- The Washington Times - Thursday, August 5, 2004

ROME — Recruitment of women in the Italian army has plummeted as male soldiers likened to “molesters in uniform” pester female recruits with salacious messages and requests for sex.

When the nation’s armed forces began admitting women in 2000, about 23,000 women applied to military academies, making up 56 percent of the applicants.

By 2002, however, female applicants represented 21 percent of those seeking admission.

Women seeking to enlist in the Italian military, which traces its roots to the mighty legions of Rome, likewise dropped from 40 percent to 25 percent within three years.

A report in L’Espresso newsmagazine this week blamed unwelcome sexual advances by male soldiers for the decline in the number of women interested in military life.

The weekly cited the example of a woman serving at a barracks in northern Italy whose superior officer fired off text messages to her such as: “I can’t sleep for thinking about you,” “You excite me very much,” and “Would you come on a cruise with me?”

When the woman failed to reply, the officer sent her an unchivalrous message with a one-word sexually explicit epithet.

Another female soldier found herself alone with her commanding officer in his office. “Without warning he lowered his trousers, showing her his boxer shorts,” L’Espresso said.

A short time later, the same officer stunned two female soldiers by recounting how both he and his wife shaved their private parts. “We like it that way,” he added.

The women were not amused and filed a formal complaint. The officer denied the charges, saying they were invented as a vendetta by women who received mediocre marks in training.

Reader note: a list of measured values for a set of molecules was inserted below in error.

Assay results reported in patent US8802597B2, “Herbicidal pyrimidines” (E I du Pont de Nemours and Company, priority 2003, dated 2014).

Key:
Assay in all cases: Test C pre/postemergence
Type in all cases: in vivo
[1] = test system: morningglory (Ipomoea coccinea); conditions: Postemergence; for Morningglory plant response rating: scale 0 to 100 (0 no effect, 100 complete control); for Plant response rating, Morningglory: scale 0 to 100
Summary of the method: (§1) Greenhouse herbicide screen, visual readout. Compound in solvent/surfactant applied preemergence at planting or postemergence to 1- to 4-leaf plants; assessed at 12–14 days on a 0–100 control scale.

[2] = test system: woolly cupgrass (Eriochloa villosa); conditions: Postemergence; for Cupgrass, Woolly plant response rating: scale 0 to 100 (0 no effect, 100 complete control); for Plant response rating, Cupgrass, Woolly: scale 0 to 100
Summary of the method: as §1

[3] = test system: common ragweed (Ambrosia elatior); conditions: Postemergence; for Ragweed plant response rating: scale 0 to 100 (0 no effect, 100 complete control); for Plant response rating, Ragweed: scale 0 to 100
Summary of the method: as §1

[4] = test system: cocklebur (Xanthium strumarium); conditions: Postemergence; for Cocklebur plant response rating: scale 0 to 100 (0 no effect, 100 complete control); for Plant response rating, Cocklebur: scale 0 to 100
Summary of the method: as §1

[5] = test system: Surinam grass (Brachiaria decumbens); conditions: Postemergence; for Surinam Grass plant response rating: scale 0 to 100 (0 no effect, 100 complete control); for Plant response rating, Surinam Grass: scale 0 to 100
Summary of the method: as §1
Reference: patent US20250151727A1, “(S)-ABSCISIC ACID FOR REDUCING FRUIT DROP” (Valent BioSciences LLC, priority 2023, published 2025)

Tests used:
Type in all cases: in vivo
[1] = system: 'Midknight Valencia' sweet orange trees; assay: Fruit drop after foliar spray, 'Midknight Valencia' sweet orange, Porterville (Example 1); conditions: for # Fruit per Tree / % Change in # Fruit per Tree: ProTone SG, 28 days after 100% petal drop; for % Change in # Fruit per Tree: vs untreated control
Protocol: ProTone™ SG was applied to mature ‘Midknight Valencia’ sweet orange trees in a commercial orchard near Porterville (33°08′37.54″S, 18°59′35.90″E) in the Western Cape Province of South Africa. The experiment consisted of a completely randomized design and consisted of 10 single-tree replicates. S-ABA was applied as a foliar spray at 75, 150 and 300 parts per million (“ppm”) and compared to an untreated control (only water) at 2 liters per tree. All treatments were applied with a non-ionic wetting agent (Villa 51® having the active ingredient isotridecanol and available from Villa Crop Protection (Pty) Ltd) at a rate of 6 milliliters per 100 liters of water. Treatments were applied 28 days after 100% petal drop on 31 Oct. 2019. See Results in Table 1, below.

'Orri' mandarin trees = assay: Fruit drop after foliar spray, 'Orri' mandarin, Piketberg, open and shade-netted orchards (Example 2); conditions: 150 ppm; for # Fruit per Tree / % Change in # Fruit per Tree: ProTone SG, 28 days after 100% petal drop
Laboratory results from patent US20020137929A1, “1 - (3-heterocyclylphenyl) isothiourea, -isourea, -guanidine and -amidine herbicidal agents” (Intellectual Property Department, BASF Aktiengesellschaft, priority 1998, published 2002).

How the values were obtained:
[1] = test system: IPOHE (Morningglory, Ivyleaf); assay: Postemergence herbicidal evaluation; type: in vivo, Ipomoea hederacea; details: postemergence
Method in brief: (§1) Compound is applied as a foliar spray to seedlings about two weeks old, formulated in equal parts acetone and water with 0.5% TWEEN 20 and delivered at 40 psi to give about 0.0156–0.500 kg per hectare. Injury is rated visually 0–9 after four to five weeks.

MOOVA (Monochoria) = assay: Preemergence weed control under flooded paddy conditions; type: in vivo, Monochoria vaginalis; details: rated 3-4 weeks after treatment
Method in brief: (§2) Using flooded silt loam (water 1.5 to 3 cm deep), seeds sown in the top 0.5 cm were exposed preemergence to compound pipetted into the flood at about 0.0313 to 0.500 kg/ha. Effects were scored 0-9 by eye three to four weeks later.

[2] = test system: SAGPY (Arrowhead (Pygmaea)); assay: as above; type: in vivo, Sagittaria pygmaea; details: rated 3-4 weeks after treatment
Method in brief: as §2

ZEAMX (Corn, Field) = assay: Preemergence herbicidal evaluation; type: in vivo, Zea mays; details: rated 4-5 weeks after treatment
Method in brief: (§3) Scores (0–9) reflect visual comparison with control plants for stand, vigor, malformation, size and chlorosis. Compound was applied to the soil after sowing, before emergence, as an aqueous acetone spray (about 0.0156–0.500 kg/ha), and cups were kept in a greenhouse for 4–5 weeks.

“There has been too much silence on sexual molesters, but the military and civil courts are beginning to work,” the magazine said.

Not all the disenchantment with Italian military life is caused by sexual harassment. Carla, 27, quit an officers training course and went back to working in the bar her parents own near Verona.

“It was traumatic when they cut my hair as short as a boy’s. I imagined this adventure would be easier, but after a year of officers training I was in crisis. There was too much discipline; one had to study such a lot and above all there was too much punishment. I thought I was tough but I found myself crying often. So one fine day I packed my bags and left,” Carla said.

Another female recruit stayed in the army but confided to L’Espresso that she lives in fear of peacekeeping duty in Iraq or Afghanistan. “When I applied I never thought one day I might really have to fight.”

Italian Defense Ministry officials play down the significance of the decline in women’s applications to join. “These are figures we expected after the boom of applications in the first competitions open to women linked to a novelty effect,” a ministry source said.

In all, 1,736 women are serving in the Italian army, navy, air force and Carabinieri paramilitary police.

Their arrival also led some male soldiers to complain of discrimination, L’Espresso reported.

A regiment based in Piceno said relations with female soldiers were complicated.

“The officers punish the men and offer the women coffee. If it rains, outdoor exercises are canceled to avoid complications for the girls. Men are transferred out of units by overzealous superiors to avoid embarrassing situations,” the magazine quoted one soldier as saying.

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